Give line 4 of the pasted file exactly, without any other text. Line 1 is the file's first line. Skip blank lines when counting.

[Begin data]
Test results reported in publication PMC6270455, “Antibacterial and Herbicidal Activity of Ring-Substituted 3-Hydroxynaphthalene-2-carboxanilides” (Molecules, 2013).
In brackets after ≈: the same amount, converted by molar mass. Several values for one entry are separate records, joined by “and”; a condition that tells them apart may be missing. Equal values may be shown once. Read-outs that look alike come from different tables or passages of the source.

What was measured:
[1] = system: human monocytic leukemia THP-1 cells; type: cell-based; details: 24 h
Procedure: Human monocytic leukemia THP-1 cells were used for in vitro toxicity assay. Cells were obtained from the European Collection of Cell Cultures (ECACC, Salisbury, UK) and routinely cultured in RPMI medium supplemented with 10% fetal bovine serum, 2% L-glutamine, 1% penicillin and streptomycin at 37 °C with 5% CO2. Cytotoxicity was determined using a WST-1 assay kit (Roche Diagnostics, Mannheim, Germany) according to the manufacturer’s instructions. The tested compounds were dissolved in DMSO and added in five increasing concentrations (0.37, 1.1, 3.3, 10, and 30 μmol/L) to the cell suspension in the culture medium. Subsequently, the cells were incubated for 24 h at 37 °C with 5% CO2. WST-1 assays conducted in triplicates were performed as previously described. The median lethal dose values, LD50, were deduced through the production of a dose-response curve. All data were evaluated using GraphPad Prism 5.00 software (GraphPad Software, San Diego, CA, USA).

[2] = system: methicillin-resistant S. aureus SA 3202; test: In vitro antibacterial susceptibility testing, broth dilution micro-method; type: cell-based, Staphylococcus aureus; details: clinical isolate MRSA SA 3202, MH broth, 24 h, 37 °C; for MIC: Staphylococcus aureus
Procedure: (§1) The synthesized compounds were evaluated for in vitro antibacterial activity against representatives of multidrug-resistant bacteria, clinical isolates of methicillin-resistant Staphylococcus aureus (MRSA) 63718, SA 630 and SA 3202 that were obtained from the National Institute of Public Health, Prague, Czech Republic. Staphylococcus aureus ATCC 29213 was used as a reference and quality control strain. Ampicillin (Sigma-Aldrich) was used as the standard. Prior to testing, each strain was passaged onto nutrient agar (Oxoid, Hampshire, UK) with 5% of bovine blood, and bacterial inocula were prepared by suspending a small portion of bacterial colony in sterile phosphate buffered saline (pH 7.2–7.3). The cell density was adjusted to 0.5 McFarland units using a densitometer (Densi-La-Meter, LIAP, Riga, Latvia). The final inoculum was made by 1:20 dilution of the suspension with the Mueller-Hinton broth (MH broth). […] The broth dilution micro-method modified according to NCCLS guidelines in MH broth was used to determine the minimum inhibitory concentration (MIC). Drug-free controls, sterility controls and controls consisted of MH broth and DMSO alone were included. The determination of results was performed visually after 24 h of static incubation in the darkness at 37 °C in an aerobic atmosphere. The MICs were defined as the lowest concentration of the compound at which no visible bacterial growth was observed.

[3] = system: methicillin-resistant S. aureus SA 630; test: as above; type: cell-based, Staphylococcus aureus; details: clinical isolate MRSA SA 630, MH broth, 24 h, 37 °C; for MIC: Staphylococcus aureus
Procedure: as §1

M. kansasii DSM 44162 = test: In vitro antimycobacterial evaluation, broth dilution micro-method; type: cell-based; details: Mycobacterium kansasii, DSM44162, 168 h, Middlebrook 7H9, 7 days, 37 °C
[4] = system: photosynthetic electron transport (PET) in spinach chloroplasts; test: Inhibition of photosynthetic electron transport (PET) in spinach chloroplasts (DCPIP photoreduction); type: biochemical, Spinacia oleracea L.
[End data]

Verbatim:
[1] = system: human monocytic leukemia THP-1 cells; type: cell-based; details: 24 h